In search of the 28th amendment to the Constitution
A Tennessee congressman has raised eyebrows in a controversial speech to add a 28th amendment to the Constitution. The effort is the latest attempt to change a document that almost seems unchangeable.
Representative Jim Cooper, a Democrat from Nashville, shocked an audience during a 20-minute speech on Wednesday when he told the Nashville Bar Association he wanted an amendment to bar states from passing restrictive voter identification laws.
That in itself wasn’t shocking. But to prove his point about the need for equality in the voting booth, the newspaper The Tennessean says Cooper rattled off a list of slurs against blacks, gays, the disabled, and ethnic groups to show how harmful the words were.
The newspaper says some in the audience were apparently disappointed in Cooper’s illustrative use of the slurs to prove a point they already very much agreed with. We spoke with the Congressman’s office, which said most reaction to the speech was very positive.
Cooper also spoke frankly about race in the South, including the experiences of his father, a former Tennessee governor.
“My father was racist. Of course, he did not think of himself that way—no respectable person does. In his day, the Ku Klux Klan was racist. My father was an attorney who never considered wearing a white hood. My dad could not be racist because, just like Atticus Finch in To Kill a Mockingbird, he had defended a black man accused of raping a white woman. During the 1934 trial in Shelbyville, a lynch mob formed, defeated the Tennessee National Guard, killed two bystanders and burned the courthouse to the ground. My father barely escaped with his life. Nevertheless, my father remained a son of the South,” said.
Cooper was also blunt about the prospects of an amendment passing, saying a “national scandal” like “more Florida elections” would be needed for a voting rights amendment to be ratified.
“How many of you realize that, after the first 10 amendments to the Constitution, the Bill of Rights, seven of the 17 remaining amendments were necessary to expand voting rights? No other part of the original Constitution was so broken or so hard to fix. And more repairs are needed,” said.
Since the Bill of Rights and the first 10 amendments passed in 1791, only 17 amendments have run the gauntlet. And the 18th Amendment, which established Prohibition, was repealed.
The last amendment passed was the 27th Amendment, which was ratified in 1992. It bars Congress from giving itself a pay raise during its current session.
To become part of the Constitution, an amendment must be proposed by two-thirds of the House and Senate, or by a constitutional convention called for by two-thirds of the state legislatures. It is up to the states to approve a new amendment, with three-quarters of the states voting to ratifying it.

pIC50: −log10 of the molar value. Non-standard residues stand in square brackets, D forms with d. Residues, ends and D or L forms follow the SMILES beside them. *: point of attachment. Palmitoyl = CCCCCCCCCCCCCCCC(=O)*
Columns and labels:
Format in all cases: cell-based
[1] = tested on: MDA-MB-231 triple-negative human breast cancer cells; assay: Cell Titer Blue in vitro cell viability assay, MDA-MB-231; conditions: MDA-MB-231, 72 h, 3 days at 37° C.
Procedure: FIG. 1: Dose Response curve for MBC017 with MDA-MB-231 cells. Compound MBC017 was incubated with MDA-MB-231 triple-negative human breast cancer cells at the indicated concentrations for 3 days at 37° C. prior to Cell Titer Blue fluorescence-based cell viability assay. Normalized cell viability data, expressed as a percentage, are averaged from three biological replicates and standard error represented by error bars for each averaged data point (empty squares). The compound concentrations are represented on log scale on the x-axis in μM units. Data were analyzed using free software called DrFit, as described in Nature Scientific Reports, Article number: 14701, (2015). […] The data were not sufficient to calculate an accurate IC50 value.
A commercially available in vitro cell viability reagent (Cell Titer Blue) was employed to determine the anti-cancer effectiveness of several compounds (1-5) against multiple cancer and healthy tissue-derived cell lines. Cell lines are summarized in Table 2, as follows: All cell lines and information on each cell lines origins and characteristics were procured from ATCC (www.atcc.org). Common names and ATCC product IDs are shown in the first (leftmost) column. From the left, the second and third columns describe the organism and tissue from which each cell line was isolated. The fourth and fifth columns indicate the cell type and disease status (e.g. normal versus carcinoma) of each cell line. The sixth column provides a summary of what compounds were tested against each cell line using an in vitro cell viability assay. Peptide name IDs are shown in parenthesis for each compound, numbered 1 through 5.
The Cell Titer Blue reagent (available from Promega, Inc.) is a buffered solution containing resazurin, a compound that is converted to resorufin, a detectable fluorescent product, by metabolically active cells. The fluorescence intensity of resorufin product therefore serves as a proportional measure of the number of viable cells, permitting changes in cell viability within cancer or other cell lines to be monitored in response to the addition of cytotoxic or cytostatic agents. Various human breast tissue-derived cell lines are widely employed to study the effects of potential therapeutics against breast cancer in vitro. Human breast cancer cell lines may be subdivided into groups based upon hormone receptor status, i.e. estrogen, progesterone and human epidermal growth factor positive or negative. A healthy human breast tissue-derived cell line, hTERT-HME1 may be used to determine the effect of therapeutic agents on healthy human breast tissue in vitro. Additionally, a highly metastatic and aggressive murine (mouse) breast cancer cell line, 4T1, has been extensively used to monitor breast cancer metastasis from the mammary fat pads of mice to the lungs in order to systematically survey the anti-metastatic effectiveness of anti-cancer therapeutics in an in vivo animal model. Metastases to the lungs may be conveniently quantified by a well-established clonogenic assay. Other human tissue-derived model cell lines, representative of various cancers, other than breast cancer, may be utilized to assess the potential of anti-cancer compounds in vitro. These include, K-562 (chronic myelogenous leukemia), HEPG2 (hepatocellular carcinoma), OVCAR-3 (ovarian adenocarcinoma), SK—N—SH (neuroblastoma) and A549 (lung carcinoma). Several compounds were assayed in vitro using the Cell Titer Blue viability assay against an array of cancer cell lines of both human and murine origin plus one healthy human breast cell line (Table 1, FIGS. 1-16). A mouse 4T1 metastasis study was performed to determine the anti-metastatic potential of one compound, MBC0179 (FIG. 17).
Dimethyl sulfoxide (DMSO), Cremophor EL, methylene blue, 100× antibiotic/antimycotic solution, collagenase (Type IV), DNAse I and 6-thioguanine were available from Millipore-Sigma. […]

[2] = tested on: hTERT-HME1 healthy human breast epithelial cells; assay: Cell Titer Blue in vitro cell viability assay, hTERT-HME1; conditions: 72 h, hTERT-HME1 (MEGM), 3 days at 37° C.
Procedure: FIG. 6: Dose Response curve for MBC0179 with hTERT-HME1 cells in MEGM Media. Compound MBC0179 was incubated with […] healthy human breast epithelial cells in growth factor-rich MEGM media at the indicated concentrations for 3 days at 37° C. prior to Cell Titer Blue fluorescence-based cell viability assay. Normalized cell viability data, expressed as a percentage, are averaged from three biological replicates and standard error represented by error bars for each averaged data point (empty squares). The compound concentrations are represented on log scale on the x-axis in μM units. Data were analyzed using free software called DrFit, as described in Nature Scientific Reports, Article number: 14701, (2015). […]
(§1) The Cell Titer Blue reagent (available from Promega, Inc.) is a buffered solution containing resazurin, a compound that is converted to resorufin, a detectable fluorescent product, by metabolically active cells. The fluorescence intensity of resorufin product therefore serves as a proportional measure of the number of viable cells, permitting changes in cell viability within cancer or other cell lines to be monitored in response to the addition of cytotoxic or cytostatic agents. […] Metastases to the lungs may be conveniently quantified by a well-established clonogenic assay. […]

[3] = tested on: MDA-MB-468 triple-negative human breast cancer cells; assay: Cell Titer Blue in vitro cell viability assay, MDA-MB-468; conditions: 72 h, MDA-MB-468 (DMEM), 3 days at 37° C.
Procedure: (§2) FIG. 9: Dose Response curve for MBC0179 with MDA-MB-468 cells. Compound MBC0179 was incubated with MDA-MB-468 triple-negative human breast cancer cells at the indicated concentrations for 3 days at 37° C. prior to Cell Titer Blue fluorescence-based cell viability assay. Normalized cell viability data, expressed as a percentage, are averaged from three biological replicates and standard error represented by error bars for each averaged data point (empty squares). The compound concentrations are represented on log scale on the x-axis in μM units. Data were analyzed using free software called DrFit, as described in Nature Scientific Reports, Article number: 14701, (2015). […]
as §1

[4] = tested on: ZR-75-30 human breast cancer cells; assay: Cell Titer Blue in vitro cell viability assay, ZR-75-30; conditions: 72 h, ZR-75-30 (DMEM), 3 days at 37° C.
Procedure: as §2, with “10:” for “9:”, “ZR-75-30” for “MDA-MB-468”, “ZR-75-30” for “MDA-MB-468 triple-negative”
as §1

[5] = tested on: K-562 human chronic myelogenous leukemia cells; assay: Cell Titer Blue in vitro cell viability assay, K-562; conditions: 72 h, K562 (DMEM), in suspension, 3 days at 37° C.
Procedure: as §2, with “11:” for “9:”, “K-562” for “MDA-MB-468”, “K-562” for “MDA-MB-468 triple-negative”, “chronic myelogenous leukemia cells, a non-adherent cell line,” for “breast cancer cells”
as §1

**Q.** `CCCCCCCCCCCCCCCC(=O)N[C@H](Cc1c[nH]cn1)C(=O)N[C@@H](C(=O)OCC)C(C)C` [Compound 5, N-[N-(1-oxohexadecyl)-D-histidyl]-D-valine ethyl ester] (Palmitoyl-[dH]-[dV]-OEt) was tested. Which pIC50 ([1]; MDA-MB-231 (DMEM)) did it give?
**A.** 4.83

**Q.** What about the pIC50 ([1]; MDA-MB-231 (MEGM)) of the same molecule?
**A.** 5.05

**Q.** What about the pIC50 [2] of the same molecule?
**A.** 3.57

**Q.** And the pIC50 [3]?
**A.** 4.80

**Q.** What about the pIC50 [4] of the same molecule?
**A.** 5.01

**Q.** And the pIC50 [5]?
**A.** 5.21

Every year, lots of ideas are floated out about adding a 28th amendment. One recent chain letter on the Internet demanded an amendment that forced senators and House members to be held accountable to the same laws as U.S. citizens.
The urban legend website Snopes.com debunked that letter’s claims (perhaps in record time), saying that Congress members didn’t avoid Social Security and get other financial preferences.
Another recent effort was to introduce an amendment to overturn the Citizens United v. FEC Supreme Court decision.
On average, about 200 amendments are proposed in a typical two-year Congress term, and in recent years, the numbers have been lower.
In all, more than 11,000 amendments have been proposed in congressional history, according to the Senate’s historian. Only 92 were proposed in the previous Congress, compared with 153 in the 1991 – 1992 Congress.
Just 34 proposed amendments have been approved by Congress for submission to the states.
Some of the more interesting ones that never made it out of Congress were amendments to get rid of the Senate; to establish a Roman-like three-person council to replace the president; to abolish millionaires; and to change the country’s name to “United States of the Earth.”
And there are some history buffs, as we’ve documented several times, who believe we currently have 28 amendments. One of the 34 amendments that Congress approved for the states to consider was the Titles of Nobility Amendment. It came very close to becoming ratified in 1812, so close that legal books listed it as an approved amendment for decades.
Scott Bomboy is editor-in-chief of the National Constitution Center.
Editor’s note: In upcoming weeks, Constitution Daily will be asking our readers to discuss what amendments they’d like to see in a project called “The Next 10 Amendments.” You’ll be able to discuss 10 key issues and help us frame the wording of these amendments before a national vote in September.
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